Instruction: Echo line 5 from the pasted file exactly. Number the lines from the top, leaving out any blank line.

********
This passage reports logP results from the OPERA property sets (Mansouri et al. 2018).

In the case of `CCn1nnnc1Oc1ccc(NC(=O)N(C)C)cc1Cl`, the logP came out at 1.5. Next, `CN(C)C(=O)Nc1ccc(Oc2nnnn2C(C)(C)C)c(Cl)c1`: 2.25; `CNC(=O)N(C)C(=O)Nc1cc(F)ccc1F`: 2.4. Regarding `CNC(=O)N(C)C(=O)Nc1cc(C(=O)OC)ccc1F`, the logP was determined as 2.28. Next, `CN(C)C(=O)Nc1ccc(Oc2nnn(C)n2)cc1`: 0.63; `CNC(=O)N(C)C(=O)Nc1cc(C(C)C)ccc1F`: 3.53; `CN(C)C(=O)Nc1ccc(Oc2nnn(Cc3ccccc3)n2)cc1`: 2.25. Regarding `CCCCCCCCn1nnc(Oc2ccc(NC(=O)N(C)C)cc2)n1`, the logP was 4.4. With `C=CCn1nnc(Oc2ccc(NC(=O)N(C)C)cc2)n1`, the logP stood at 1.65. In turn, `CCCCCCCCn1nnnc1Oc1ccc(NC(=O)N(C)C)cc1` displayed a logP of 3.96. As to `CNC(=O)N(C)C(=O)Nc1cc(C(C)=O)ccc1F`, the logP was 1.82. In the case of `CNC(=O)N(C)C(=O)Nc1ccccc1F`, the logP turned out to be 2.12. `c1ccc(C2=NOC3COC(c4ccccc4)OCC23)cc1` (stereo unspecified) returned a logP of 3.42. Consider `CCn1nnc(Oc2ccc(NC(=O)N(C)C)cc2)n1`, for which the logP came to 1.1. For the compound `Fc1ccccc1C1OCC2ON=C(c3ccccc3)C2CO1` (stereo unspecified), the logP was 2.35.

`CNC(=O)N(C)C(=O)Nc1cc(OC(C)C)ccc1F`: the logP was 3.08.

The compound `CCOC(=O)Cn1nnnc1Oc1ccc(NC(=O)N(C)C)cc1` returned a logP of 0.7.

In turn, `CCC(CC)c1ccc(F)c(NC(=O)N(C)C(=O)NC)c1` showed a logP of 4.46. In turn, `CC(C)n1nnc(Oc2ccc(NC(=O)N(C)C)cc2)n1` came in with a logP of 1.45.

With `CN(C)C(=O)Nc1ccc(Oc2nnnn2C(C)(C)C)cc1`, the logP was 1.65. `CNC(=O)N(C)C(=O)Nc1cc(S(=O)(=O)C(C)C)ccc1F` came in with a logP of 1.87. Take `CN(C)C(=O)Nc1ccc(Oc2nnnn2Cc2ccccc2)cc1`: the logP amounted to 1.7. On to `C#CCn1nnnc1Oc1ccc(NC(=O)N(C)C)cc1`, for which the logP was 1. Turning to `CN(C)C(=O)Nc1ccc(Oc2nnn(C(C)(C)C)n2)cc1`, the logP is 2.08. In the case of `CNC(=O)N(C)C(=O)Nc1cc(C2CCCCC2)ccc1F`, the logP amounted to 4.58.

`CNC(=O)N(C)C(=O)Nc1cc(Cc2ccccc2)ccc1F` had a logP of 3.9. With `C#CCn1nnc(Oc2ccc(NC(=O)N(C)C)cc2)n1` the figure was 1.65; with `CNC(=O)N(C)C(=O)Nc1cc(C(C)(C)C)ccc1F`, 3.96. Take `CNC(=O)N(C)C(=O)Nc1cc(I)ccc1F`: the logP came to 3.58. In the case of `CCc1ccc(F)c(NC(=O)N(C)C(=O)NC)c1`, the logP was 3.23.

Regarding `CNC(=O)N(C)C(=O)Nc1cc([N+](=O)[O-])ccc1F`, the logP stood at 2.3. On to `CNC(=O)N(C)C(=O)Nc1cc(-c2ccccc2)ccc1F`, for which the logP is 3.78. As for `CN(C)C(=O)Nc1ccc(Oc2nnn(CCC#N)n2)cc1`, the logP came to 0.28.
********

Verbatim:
In turn, `CCC(CC)c1ccc(F)c(NC(=O)N(C)C(=O)NC)c1` showed a logP of 4.46. In turn, `CC(C)n1nnc(Oc2ccc(NC(=O)N(C)C)cc2)n1` came in with a logP of 1.45.